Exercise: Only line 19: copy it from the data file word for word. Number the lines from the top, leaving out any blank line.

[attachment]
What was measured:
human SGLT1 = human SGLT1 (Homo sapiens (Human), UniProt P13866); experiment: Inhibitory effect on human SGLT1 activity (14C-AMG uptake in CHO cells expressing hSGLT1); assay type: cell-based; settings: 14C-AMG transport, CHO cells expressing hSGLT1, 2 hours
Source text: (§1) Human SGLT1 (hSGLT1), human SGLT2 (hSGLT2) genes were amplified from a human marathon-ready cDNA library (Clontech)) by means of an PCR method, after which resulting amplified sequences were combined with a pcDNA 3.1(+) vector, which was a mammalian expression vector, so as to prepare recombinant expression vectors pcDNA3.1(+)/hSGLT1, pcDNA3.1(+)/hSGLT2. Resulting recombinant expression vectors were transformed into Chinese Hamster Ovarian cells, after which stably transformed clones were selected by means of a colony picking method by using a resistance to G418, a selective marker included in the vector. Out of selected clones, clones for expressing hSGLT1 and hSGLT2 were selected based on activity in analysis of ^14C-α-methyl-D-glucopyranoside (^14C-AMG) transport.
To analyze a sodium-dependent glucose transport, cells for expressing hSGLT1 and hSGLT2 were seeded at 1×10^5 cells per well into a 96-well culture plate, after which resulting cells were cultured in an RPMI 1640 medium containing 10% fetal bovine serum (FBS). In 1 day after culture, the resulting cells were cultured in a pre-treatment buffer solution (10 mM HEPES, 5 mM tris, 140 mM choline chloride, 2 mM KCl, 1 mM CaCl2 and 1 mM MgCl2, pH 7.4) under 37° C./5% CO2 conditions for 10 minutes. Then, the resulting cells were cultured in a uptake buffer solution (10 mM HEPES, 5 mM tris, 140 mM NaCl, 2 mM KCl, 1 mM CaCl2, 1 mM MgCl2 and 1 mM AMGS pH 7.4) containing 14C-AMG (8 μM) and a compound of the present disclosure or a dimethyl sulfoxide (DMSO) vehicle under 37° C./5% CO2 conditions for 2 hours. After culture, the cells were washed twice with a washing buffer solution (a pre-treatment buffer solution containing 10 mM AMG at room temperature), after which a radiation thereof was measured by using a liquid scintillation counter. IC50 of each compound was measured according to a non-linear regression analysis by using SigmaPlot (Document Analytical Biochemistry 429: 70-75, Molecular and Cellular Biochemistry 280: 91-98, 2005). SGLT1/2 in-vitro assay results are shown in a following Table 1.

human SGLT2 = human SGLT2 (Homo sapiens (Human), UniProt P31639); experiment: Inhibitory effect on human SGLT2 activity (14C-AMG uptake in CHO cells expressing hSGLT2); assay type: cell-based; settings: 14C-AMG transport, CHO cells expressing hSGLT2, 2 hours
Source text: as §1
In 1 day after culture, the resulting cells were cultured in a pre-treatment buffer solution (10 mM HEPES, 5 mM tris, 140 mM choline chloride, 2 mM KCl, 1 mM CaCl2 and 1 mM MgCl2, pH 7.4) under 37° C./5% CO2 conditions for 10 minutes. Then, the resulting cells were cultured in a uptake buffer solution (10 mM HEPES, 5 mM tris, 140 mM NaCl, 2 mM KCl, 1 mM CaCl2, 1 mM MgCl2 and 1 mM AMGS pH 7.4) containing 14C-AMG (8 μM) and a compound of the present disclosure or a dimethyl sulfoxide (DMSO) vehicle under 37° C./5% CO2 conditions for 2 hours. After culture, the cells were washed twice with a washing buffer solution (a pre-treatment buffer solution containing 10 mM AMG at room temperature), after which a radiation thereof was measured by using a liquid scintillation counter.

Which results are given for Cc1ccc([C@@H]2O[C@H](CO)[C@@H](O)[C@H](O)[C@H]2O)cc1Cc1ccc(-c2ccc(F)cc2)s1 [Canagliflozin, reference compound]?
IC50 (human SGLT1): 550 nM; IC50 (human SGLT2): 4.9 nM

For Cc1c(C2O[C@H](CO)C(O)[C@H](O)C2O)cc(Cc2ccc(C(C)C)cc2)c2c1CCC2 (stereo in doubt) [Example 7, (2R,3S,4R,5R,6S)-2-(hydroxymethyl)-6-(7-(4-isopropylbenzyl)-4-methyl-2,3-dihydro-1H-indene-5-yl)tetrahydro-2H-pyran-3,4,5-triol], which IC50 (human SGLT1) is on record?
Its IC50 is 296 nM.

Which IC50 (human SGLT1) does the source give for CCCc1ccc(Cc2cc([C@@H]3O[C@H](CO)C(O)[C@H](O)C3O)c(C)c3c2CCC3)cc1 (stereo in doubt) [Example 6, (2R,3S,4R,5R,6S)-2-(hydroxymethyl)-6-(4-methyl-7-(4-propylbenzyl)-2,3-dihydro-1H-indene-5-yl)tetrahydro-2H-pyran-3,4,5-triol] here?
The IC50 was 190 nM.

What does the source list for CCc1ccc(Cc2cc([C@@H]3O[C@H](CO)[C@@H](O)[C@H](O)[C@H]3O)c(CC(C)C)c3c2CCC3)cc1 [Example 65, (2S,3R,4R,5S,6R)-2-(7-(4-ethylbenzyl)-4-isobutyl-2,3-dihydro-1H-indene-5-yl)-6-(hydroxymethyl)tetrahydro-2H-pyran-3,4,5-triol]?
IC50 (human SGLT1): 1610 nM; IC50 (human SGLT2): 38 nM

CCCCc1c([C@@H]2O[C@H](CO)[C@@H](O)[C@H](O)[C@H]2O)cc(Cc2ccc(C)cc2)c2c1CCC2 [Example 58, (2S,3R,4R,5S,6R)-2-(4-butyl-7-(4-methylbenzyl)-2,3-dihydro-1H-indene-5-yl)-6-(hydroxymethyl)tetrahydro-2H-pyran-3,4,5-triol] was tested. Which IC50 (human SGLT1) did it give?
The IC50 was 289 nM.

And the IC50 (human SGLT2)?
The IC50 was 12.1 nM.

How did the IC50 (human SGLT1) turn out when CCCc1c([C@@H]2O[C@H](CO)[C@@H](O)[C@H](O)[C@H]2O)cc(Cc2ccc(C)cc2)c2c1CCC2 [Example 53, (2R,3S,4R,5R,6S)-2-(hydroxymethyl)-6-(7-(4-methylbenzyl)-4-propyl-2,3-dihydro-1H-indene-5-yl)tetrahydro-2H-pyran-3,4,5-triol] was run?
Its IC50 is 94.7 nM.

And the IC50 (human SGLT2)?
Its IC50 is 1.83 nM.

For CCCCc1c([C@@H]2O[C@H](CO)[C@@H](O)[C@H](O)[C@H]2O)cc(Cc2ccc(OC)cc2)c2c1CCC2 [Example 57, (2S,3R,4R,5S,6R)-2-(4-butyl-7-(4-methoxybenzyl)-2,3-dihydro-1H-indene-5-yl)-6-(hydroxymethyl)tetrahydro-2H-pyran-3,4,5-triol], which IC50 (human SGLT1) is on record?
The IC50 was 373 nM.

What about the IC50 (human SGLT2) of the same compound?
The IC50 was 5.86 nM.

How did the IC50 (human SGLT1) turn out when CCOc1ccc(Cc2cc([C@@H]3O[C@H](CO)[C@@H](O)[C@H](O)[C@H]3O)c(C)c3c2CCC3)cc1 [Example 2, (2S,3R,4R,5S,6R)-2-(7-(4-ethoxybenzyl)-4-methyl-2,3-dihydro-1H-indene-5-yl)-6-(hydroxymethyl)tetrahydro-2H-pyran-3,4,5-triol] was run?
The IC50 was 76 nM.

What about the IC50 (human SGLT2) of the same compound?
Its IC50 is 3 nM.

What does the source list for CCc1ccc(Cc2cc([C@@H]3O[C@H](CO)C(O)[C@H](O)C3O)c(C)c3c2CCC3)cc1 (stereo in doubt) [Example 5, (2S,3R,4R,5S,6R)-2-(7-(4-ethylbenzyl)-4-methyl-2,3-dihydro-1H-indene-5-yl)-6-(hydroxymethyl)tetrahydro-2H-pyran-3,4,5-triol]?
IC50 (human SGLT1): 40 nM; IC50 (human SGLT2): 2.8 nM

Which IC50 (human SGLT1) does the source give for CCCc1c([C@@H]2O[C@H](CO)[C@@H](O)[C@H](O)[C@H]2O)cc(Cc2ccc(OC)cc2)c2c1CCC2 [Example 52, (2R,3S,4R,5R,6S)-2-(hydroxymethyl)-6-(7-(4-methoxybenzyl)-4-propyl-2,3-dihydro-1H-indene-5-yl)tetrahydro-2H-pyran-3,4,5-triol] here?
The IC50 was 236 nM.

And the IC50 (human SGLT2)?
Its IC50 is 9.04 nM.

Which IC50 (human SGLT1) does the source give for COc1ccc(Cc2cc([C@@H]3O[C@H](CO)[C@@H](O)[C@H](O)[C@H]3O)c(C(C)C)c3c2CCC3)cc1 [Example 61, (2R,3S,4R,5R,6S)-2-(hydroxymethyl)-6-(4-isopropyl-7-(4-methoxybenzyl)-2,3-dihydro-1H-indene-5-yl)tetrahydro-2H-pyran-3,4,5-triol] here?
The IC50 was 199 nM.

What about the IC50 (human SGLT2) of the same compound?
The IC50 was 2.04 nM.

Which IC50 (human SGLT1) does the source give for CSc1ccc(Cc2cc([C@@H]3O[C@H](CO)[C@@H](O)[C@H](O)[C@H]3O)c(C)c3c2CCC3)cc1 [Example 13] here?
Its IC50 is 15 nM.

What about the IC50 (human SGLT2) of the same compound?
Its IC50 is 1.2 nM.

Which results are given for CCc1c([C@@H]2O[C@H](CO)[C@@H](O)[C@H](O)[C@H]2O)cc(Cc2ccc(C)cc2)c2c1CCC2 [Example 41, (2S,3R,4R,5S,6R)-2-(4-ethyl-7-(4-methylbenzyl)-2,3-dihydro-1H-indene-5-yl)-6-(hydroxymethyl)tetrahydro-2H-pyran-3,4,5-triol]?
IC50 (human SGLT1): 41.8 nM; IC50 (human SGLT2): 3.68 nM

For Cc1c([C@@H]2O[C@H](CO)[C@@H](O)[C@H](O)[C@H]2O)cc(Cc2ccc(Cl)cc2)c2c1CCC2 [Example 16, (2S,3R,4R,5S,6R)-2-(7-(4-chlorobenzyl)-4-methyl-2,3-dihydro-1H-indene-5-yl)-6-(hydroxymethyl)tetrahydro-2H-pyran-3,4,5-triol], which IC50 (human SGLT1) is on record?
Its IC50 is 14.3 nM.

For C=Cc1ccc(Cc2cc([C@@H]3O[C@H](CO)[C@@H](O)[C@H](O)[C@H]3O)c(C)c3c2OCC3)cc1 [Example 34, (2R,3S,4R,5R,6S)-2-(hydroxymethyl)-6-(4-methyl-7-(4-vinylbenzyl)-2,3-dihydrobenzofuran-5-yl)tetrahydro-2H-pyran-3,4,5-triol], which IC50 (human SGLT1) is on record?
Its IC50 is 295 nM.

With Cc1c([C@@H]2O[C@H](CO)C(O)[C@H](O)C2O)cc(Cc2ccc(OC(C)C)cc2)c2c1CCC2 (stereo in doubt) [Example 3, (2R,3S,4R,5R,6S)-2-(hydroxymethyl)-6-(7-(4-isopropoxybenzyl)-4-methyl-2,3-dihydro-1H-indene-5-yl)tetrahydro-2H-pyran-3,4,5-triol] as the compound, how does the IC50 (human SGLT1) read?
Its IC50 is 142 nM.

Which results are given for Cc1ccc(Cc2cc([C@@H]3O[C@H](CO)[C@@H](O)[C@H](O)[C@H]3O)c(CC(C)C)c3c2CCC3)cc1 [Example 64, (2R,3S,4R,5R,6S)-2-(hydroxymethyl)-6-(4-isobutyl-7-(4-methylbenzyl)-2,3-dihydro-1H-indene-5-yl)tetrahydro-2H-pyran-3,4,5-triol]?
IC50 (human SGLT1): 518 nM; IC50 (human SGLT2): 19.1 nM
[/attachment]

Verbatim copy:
The IC50 was 12.1 nM.